I really want to head this post 'on multilingual libraries', plural, but I don't know of any others apart from the one I visited last Thursday in Newcastle-upon-Tyne. There ought to be one in every city where there are multilingual communities - which means all of them. (So if you know of another, do say.)

I was there because I'd agreed to become patron of the library, which was set up by the Kittiwake Trust and which opened last August. I gave a short talk about the need for libraries in general and for multilingual libraries in particular. I paste it below. It includes some of the points I made in an earlier post (January 2011) about the need to save libraries, and adds a summary of the research into the benefits of bilingualism. (For those especially interested in bilingual myths and realities, there's no better place than Fran├žois Grosjean's blog, 'Life as a bilingual' .)

I paste below a couple of pictures Hilary took while we were there, which I hope hint at the scale of the project and the diversity it contains. They have books in over 60 languages so far, aimed at all ages. Many can be loaned out. Membership is a fiver a year - and for those who would find even that cost too much, they operate the beautiful 'pay it forward' system, where those who can afford it pay in advance for those who can't, such as people belonging to local refugee support groups. Parents with children are welcome to drop in, and there's plenty of space to sit, read, and play, That was one of the most noticeable things about the library: its welcoming, colourful, playful atmosphere. There's more than just books here. Artefacts from other cultures are sprinkled about, and I imagine these will grow as the project develops.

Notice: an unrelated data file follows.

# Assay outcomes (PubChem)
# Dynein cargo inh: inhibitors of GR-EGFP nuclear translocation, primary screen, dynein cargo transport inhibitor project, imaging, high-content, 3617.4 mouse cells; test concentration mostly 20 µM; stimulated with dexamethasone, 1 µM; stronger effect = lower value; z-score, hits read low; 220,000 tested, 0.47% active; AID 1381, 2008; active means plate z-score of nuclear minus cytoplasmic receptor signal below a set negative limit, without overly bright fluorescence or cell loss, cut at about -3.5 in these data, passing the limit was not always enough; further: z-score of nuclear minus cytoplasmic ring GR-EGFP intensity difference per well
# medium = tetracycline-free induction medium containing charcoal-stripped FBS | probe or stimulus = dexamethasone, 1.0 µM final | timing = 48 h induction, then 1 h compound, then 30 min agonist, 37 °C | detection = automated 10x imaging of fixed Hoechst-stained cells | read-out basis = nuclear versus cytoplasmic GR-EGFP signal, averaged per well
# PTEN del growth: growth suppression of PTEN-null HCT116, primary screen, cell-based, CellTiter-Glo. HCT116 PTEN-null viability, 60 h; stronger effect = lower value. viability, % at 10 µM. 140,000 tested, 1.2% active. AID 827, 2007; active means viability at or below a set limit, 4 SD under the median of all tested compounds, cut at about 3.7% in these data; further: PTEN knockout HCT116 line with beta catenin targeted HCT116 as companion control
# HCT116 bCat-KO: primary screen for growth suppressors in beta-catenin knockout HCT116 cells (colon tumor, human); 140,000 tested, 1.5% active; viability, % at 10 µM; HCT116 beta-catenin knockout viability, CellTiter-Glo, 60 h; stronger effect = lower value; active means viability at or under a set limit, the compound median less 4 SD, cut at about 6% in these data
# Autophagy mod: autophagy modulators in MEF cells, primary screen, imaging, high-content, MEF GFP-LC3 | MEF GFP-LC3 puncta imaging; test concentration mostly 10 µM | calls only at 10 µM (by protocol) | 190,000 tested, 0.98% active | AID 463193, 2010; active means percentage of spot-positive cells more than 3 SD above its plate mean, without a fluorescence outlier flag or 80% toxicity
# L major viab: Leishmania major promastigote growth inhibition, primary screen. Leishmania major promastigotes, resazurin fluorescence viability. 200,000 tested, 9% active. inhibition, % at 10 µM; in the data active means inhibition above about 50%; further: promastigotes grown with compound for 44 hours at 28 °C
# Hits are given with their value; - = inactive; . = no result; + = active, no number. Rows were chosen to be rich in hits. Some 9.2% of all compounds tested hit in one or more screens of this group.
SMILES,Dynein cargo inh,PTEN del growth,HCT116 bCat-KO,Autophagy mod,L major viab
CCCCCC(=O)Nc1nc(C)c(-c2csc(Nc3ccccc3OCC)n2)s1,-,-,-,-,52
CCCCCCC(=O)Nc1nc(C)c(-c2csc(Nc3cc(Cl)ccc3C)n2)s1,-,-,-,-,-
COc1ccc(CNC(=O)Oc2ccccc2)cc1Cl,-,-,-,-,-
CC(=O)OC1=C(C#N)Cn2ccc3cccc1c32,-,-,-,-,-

A particular delight was to see that the library doesn't restrict itself to language diversity but to dialect diversity as well. The Newcastle project has books on Tyneside dialects and other varieties of English, as well as local history - an important piece of PR, as many people unfortunately still can't see the point of bilingualism, but they begin to get an inkling when they realise that their own local dialect raises precisely the same issues of identity, pride, and cultural history.

The library is on the upper floor of the Eldon Garden shopping centre, in the centre of Newcastle. If you travel by car, the entrance is on the seventh floor. That sounds like a long way up, but from the inside it's just an escalator ride up, round the corner from John Lewis. Its phone number is 07776 684940. Its website is here , and it's on Facebook. So, if you're in or around Newcastle, my recommendation is to call in and become a member or a volunteer. And if you have any spare books in other languages taking up space at home, a donation is very welcome.

Why multilingual libraries matter

I spy, with my little eye, two words beginning with ... L.
It's a languages library.